What’s for dinner, Mr. Pollan?

Pollan’s book takes a dry and somewhat elitist look the state of the human diet and more specifically, the American diet. He investigates three meals (I’m not sure where the fourth one from the subtitle came from), fast food, organic, and a hunter/gatherer meal. What he finds is interesting and thought-provoking, much of which supports the findings I wrote about in The Evolution Diet: we are extremely removed from what we were designed to eat.

The author’s personal experiences make up the majority of this lengthy book, and his interactions with some of the characters in the food procurement industry is insightful if drawn out. The section on the hunter/gatherer meal was the most appealing (naturally), and despite the glaring flaw of ‘preparing a hunter/gatherer meal’, it was freer from contradiction than the other sections. Pollan rightly attacks the socialism that has led to a national food industry that pumps unrecognizable processed material into our stomachs, but he fails to notice that Roosevelt’s socialism is just as detrimental as Nixon’s. As Pollan quotes an interesting farmer Joel Salatin in the book, “You can’t regulate integrity”.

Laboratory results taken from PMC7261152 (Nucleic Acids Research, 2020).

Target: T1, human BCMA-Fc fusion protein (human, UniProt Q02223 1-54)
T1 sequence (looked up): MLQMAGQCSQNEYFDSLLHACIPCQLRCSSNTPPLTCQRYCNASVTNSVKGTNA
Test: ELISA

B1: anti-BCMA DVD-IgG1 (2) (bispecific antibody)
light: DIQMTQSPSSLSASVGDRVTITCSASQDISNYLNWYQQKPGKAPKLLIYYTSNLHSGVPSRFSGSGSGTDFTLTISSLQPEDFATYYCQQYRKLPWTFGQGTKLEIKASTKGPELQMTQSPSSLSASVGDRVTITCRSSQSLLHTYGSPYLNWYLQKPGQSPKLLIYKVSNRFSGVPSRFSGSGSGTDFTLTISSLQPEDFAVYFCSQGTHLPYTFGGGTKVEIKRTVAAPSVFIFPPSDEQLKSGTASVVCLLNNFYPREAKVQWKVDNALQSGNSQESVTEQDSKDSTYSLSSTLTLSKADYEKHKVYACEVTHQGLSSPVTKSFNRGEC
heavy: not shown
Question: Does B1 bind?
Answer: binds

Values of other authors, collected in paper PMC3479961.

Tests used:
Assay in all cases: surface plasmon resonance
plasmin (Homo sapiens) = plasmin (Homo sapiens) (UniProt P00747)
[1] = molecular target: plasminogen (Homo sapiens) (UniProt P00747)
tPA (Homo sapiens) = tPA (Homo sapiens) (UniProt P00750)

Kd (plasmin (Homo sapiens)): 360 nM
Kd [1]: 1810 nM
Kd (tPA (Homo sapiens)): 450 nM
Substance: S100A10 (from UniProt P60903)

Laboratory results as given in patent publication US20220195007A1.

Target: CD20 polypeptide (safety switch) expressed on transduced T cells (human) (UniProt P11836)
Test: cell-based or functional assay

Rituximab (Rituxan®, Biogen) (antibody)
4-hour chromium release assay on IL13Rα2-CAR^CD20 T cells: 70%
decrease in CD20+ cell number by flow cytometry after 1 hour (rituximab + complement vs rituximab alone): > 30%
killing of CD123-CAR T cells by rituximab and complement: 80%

Pollan doesn’t commit to a diet plan for the reader–he admits that the extreme meals (fast and slow) should only be an annual ceremonial meal–but the stories that he conveys will no doubt lead the reader to a healthier lifestyle. For specifics on that healthier lifestyle, please feel free to reference The Evolution Diet, mentioned above.

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